April we bump the deposit up to $80 and look another popular segment of the market, tech stocks.
By now, you’ve got a few months saving and investing in and the idea is that you can increase your deposit without having to skimp. By gradually increasing the amount you deposit each month, I want you to find where you’re comfortable at, how much you can save without sacrificing too much.
And what better time to increase your deposit that a month looking at tech stocks? The tech group is an investor favorite and for pretty damn good reason. Tech stocks, shown here by the Select Sector Fund, ticker XLK in green, have easily beaten the rest of the market over the past decade. Tech stocks have produced an annual return of 15% over the ten years versus that 10% annual return on the S&P 500 market index.
Now those returns and the kind of growth you see in tech companies can mean some very expensive stocks. For example, as I research for this video, shares of Netflix trade for a price of 100-times the company’s profits over the last year. That’s four-times as expensive as shares of Disney trading for 25-times earnings.
So when I look for tech stocks, I like to look for what’s called Growth at a Reasonable Price or GARP for short. Here instead of just looking at the price-to-earnings ratio which is that measure of how expensive a stock is, I would look at the price-to-earnings-to-growth or the PEG ratio. This takes that price-to-earnings ratio and divides by the earnings growth rate to get an idea of how much investors are paying for that faster growth.
There are other things you want to consider when picking tech stocks like a competitive advantage through patent-protected assets but this one screen, investing in stocks with a low PEG ratio, has been shown in a study by Morgan Stanley to outperform the S&P 500.
How to Start Investing in Bonds
You keep your same $80 deposit level in May and start two months of looking to invest in safety stocks and bonds for your portfolio.
The reason safety stocks are important is because May tends to be the start of the negative summer season for stocks. On stock market data from 1950 to 2012, the only four months to average negative returns for investors are between May through September.
In fact, there’s even a maxim, sell in May and go away. Some investors and traders will sell much of their stock portfolio in May and just not worry about it during the summer.
Now I’m actually not suggesting you sell out of your stocks in May but I do think you need to shift to the kinds of stocks that will protect your money if the stock market wobbles during those summer months.
I’ll detail those safety stocks in the June plan below but now I want to add a few bond funds to the portfolio.
Bonds are debt borrowed by companies with the interest paid twice a year and then the entire loan paid at the end of the investment, usually from five to 30 years. Because they’re a debt, bond investors get paid before stock investors so these are the ultimate in safety and can provide some good cash flow as well.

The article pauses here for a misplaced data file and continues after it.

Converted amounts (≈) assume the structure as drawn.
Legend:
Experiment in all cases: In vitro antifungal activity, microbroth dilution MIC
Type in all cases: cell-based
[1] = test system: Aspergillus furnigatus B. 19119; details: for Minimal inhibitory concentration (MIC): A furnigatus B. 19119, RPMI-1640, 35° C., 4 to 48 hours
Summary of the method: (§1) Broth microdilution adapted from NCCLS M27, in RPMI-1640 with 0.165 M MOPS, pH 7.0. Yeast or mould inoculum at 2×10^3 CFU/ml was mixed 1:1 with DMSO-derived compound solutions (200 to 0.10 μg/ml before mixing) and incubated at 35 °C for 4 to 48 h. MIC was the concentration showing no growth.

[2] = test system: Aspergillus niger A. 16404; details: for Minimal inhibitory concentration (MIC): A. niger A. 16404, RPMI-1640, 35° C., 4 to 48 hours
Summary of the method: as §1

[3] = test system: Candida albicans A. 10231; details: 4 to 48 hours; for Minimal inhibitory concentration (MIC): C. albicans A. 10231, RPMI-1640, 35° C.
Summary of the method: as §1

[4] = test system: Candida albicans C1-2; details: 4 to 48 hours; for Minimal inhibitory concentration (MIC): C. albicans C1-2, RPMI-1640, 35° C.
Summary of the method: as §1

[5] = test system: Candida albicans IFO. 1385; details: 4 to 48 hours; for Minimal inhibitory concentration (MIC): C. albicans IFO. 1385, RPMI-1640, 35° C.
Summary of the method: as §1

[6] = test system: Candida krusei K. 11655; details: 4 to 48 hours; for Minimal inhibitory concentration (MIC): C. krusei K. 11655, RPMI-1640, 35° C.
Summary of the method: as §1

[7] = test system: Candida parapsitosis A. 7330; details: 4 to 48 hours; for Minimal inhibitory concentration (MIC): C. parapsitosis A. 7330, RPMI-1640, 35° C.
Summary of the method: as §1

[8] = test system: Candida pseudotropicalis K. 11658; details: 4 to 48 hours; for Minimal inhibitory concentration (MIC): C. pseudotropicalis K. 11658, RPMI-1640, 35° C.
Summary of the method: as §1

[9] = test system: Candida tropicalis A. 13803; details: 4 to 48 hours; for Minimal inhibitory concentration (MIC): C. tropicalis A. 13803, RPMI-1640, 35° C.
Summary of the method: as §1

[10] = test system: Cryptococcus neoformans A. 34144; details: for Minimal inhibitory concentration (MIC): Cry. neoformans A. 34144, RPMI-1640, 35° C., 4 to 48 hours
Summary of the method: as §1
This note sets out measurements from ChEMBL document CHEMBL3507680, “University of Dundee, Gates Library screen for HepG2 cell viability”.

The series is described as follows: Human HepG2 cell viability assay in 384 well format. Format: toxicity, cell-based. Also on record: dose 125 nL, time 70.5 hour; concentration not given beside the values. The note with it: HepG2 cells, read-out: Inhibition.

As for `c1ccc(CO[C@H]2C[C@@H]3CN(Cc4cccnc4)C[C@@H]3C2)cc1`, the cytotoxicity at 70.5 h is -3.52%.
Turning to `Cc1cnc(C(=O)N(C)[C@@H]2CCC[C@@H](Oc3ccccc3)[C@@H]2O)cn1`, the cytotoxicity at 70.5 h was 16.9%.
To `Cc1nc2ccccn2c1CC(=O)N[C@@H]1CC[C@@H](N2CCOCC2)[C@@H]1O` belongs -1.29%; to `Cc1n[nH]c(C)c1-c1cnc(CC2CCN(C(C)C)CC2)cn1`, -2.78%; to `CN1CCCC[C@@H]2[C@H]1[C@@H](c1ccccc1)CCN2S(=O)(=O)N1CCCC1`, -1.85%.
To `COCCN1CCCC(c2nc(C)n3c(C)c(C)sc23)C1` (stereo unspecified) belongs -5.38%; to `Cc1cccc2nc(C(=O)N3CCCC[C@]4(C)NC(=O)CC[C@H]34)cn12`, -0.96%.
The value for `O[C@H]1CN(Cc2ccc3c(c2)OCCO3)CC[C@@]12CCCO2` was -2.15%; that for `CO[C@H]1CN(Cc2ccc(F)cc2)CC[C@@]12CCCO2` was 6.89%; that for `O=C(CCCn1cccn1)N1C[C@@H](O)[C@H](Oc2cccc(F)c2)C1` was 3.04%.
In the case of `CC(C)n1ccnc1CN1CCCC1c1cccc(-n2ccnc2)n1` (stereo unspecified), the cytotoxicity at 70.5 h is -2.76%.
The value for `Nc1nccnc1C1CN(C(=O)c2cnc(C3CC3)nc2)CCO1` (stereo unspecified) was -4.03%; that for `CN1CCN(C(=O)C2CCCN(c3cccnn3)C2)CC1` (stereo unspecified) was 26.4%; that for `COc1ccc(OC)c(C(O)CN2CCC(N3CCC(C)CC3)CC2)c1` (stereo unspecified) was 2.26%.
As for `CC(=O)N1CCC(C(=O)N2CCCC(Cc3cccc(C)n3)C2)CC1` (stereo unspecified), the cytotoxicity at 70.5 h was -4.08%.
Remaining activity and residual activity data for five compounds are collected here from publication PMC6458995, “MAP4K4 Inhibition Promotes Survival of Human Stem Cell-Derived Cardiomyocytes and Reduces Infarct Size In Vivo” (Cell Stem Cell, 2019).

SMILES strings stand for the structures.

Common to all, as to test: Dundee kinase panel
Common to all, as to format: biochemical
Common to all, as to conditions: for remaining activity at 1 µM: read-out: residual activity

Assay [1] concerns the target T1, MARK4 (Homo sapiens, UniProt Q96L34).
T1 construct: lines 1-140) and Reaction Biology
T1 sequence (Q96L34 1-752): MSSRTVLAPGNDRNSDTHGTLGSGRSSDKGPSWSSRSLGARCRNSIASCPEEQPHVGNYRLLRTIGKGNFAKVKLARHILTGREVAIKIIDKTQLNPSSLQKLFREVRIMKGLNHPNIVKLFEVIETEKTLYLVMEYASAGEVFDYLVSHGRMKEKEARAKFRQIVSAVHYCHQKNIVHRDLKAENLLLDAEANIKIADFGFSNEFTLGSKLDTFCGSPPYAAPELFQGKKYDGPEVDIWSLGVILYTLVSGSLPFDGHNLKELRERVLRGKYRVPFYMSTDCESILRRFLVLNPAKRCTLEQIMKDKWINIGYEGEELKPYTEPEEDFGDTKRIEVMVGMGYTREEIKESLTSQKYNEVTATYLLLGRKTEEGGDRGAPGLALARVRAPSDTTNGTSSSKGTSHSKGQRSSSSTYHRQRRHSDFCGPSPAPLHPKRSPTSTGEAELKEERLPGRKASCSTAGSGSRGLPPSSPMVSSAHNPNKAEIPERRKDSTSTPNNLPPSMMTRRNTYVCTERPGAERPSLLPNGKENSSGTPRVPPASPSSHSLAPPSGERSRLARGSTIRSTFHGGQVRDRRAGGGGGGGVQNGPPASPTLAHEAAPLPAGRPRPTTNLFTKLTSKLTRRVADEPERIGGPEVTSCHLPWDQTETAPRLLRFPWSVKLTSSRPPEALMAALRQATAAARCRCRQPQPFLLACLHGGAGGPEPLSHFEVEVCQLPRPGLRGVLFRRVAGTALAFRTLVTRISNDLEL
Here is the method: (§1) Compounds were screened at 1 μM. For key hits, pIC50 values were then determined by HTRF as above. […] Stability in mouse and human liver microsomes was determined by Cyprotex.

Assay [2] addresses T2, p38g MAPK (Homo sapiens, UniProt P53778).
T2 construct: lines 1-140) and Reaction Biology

Now instead of trying to pick individual company bonds which can cost in fees and trading, we’re going to take a simpler approach and just look to invest in bond funds. These hold hundreds and even thousands of individual bonds, passing the interest on to investors, but trade just like stocks.
For example, a good option is the Vanguard Long-term Bond Index ETF, ticker BLV. This fund holds over 2,300 individual bonds, mostly in U.S. government Treasuries but also in highly-rated companies. The fund pays a 3.3% dividend yield and has returns almost 7.5% a year since 2007.
Other good bond funds include the iShares Core U.S. Aggregate, ticker AGG, and the Vanguard Total Bond Fund, ticker BND, but really here, you probably only need one maybe two bond funds at the most.
Investing in Safety Stocks
In June, you’ll deposit another $85 into your account and stick with that theme of safety.
Here we’re looking at the stock sectors that do well even when the rest of the market wobbles. For example, when the rest of the market fell 50% to March 2009, stocks in the consumer staples sector, shown here by the Select Sector SPDR Fund, ticker XLP, in green, they only fell 24% over the same period.
The stocks in these safety sectors of the economy like consumer staples and utilities, they provide that protection because their sales aren’t going to rise and fall as much in a recession. People need food and electricity whether the economy is doing well or not so these companies can do well in any market.
Just like a lot of the stocks and themes in the video, you can invest broadly in safety stocks with a fund like that Consumer Staples ETF, ticker XLP, or the Utilities Fund, the XLU. Or you can pick individual companies in these sectors.
If you’re picking individual stocks, make sure you’re comparing things like price-to-earnings and dividends against similar companies to get that fair measurement. You’re not comparing these measures or ratios for utility companies against tech stocks because the business models are different. Always make sure you’re comparing similar companies when deciding which stock to buy.
Remember to watch for part two of the video for the July through December plan. I'll publish it immediately after this video next Friday.